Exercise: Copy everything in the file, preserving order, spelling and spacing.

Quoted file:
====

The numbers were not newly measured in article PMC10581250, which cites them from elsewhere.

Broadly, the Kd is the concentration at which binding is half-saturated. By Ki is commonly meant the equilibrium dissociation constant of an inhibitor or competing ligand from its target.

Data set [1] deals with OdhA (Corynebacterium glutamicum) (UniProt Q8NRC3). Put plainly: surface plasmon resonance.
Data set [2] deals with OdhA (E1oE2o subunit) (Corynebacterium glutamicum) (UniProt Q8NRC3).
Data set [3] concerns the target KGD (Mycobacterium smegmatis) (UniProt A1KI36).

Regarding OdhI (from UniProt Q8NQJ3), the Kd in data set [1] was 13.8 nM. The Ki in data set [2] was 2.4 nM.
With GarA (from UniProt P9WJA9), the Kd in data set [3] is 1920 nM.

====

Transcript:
The numbers were not newly measured in article PMC10581250, which cites them from elsewhere.

Broadly, the Kd is the concentration at which binding is half-saturated. By Ki is commonly meant the equilibrium dissociation constant of an inhibitor or competing ligand from its target.

Data set [1] deals with OdhA (Corynebacterium glutamicum) (UniProt Q8NRC3). Put plainly: surface plasmon resonance.
Data set [2] deals with OdhA (E1oE2o subunit) (Corynebacterium glutamicum) (UniProt Q8NRC3).
Data set [3] concerns the target KGD (Mycobacterium smegmatis) (UniProt A1KI36).

Regarding OdhI (from UniProt Q8NQJ3), the Kd in data set [1] was 13.8 nM. The Ki in data set [2] was 2.4 nM.
With GarA (from UniProt P9WJA9), the Kd in data set [3] is 1920 nM.